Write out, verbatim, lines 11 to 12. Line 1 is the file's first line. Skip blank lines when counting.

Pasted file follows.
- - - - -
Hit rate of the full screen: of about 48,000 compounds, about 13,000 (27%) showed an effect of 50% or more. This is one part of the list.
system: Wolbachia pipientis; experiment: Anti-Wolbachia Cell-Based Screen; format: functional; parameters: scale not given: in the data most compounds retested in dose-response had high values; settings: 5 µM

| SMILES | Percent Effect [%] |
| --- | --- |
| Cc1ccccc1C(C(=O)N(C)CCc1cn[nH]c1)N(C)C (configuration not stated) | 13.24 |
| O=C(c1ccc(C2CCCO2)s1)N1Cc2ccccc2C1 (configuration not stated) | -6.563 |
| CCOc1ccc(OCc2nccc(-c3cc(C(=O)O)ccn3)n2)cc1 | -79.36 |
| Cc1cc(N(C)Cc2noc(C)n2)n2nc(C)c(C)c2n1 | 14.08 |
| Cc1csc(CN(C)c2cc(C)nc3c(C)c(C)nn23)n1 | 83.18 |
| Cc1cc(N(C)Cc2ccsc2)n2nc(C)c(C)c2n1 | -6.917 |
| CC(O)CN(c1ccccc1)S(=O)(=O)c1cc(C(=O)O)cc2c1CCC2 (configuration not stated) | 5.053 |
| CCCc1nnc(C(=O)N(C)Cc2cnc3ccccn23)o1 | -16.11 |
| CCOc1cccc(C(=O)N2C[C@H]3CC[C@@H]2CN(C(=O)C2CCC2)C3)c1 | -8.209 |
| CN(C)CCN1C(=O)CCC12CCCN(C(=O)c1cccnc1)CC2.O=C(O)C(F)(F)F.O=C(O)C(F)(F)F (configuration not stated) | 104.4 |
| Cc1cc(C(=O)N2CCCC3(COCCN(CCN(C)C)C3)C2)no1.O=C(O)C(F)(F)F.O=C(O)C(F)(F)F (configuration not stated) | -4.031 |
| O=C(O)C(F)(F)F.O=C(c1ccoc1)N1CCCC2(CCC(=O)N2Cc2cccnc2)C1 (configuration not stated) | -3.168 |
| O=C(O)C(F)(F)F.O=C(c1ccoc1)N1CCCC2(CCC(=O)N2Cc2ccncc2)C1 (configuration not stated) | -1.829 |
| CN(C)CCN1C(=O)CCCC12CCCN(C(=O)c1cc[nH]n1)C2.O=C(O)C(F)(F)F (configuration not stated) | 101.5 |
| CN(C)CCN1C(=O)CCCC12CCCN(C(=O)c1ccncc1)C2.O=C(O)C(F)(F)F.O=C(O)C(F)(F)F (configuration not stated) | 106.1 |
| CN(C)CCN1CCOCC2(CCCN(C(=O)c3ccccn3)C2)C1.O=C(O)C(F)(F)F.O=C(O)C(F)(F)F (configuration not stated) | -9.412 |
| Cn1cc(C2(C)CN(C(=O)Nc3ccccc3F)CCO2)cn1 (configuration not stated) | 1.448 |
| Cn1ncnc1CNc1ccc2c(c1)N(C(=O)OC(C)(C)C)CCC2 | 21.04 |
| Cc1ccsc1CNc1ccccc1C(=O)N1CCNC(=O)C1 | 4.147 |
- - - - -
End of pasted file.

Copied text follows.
| CC(O)CN(c1ccccc1)S(=O)(=O)c1cc(C(=O)O)cc2c1CCC2 (configuration not stated) | 5.053 |
| CCCc1nnc(C(=O)N(C)Cc2cnc3ccccn23)o1 | -16.11 |